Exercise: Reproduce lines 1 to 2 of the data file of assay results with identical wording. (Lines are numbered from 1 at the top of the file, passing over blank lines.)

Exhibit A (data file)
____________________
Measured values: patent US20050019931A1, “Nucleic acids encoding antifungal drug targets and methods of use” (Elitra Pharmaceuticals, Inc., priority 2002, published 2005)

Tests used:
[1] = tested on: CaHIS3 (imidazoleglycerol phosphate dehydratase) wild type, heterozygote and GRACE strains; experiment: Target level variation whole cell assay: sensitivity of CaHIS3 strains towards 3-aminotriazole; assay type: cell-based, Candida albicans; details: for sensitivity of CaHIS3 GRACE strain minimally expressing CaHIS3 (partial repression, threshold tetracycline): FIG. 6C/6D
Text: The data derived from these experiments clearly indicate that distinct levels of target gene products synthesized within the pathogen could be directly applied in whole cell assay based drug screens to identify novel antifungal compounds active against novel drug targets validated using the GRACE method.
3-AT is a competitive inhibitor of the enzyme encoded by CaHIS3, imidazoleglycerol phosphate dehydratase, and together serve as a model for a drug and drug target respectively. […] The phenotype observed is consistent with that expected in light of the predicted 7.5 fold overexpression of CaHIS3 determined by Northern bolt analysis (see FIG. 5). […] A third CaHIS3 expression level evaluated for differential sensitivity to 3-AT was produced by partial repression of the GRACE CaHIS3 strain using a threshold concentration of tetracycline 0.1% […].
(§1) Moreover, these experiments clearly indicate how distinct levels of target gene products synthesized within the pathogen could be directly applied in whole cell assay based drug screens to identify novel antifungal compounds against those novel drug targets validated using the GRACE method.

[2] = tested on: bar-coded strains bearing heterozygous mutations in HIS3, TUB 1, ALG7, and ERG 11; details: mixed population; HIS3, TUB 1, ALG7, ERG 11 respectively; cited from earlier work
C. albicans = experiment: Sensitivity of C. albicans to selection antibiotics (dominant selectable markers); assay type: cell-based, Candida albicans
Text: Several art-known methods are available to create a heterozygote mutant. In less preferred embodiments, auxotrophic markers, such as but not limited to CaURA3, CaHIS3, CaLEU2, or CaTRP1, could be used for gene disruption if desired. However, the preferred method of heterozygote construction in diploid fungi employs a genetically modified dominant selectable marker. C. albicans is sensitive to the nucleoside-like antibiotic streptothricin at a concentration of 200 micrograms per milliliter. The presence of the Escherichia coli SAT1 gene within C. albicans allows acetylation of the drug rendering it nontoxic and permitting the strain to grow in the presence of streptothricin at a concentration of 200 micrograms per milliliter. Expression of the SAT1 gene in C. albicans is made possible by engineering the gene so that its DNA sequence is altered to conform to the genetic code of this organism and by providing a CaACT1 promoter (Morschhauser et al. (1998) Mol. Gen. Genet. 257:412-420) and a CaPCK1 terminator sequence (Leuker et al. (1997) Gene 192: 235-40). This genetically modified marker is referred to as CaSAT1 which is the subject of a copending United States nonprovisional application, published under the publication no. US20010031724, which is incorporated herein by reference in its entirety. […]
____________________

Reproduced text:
Measured values: patent US20050019931A1, “Nucleic acids encoding antifungal drug targets and methods of use” (Elitra Pharmaceuticals, Inc., priority 2002, published 2005)

Tests used: